A hernia is a weakness or tear in the abdominal muscles that allows fatty tissue or an organ such as the intestines to protrude through the weak area. Hernias can occur at several sites on the abdominal wall. The most common site is in the groin; but hernias also occur at the umbilicus (navel) or along a surgical incision.
Each hernia is different and the symptoms can appear gradually or suddenly. Different people feel varying degrees of pain. Some of the symptoms may include:
Feelings of weakness, pressure, burning, or pain in the abdomen, groin, or scrotum
A bulge or lump in the abdomen, groin, or scrotum that is easier to see when you cough and disappears when you lie down
Pain when straining, lifting, or coughing
Inguinal hernias are more common in men than in women. They occur in a part of the abdominal wall known as the inguinal canal which is a part of the abdominal wall where a man’s testicles descend before birth. This can leave a natural defect that develops into a hernia if it doesn’t seal properly. As a result, the contents of the abdomen, such as the intestine, may protrude through the opening, creating pain and/or a bulge.
A hernia that appears in the abdomen at the site of a previous surgery is known as a ventral or incisional hernia. These hernias can appear weeks, months, or even years after surgery and can vary in size from small to very large and complex. If you think you have a ventral hernia, it is important to see your doctor because it may widen and become extremely difficult to repair. Size matters, patients with smaller hernias are more likely to have a successful repair, and have fewer complications associated with the hernia surgery. If a hernia is left untreated, it most likely will increase in size and become symptomatic. Any hernia can lead to serious, even life-threatening complications if untreated.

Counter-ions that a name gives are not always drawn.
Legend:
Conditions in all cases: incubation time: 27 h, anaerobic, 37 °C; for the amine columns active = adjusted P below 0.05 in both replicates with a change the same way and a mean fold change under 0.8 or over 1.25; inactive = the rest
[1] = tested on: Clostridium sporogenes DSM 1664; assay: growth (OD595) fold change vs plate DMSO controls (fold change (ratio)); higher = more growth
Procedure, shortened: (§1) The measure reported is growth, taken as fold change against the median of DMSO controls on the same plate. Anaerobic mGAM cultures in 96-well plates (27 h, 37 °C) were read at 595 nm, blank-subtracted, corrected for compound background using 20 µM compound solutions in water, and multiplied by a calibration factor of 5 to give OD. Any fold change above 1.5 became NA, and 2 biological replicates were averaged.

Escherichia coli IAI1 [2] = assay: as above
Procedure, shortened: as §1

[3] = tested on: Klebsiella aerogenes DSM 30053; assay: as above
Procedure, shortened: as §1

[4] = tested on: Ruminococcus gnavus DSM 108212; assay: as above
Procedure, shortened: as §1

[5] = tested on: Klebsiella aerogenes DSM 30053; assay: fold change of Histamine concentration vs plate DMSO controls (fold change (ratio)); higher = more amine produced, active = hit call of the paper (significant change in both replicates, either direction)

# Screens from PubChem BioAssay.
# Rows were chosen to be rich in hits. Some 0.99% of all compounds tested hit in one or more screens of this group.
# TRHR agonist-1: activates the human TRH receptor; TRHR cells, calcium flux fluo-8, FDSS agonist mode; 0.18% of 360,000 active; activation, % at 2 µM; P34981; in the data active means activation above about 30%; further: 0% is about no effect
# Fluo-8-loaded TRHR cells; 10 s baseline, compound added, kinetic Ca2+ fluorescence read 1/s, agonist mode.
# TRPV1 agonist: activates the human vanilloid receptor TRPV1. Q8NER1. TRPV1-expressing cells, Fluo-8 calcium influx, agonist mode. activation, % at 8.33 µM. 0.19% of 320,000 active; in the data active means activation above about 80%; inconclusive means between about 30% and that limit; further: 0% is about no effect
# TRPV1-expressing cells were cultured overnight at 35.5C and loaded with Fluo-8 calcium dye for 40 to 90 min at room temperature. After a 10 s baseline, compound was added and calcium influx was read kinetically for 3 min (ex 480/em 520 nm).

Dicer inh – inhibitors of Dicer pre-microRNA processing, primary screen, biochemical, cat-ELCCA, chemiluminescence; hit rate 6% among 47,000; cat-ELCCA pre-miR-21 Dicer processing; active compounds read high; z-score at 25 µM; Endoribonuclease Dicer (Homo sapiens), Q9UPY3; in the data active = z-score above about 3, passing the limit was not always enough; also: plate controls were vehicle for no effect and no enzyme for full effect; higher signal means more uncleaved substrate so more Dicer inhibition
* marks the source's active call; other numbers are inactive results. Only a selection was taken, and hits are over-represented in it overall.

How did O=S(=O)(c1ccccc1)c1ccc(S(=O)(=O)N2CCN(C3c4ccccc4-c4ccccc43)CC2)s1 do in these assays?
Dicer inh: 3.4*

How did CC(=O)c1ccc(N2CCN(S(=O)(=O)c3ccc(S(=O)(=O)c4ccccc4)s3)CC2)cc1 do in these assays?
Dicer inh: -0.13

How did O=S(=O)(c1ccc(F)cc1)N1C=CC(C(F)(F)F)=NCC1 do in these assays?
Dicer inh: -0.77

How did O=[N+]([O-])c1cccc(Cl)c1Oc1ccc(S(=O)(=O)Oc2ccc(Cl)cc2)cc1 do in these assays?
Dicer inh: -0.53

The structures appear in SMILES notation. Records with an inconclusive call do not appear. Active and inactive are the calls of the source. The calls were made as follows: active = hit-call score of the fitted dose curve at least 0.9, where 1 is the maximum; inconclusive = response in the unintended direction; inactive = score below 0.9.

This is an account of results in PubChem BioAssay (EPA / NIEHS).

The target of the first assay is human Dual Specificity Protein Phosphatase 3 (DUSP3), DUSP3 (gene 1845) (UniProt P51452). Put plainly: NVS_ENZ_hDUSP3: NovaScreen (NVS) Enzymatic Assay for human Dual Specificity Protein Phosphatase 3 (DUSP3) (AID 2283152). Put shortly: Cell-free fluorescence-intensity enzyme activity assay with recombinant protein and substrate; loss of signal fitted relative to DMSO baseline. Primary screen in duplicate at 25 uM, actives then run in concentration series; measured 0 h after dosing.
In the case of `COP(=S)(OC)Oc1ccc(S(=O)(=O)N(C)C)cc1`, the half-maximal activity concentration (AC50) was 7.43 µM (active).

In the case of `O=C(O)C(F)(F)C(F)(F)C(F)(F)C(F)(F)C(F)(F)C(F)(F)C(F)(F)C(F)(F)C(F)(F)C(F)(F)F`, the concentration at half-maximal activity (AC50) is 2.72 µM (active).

The recovery period depends on what type of hernia you have. Under many circumstances, you will have your surgery on an outpatient basis and be back at home the same day. You also may not be able to drive or do anything strenuous for the first week. Some patients experience minimal pain or discomfort and are back to normal in just a few days. Other patients may take longer to fully recover, especially if their normal routine involves strenuous activity.
If you think you have a hernia, please see your doctor or call our office. If surgery is required, you can have the procedure done close to home at Bristol Hospital without having to travel to a large inner city hospital.
I, along with our Chief of General Surgery, Jennifer McCallister, MD, will be hosting a free hernia education event which takes place from 5:30 – 7 p.m., on Thursday, Sept. 13, here at the Bristol Hospital Hughes Auditorium. As part of this presentation, we will be discussing numerous treatment options such as robotic and standard procedures for hiatal, inguinal and other types of hernia. To register for this free event, please visit bristolhospital.org/hernia or call 860-585-3694.
Rainer W. Bagdasarian, MD, is a member of the medical staff of the Bristol Hospital Multi-Specialty Group and chairman of Bristol Hospital’s Department of Surgery. For more information or to schedule an appointment with Dr. Bagdasarian, please call 1-833-4BHDOCS or visit bristolhospital.org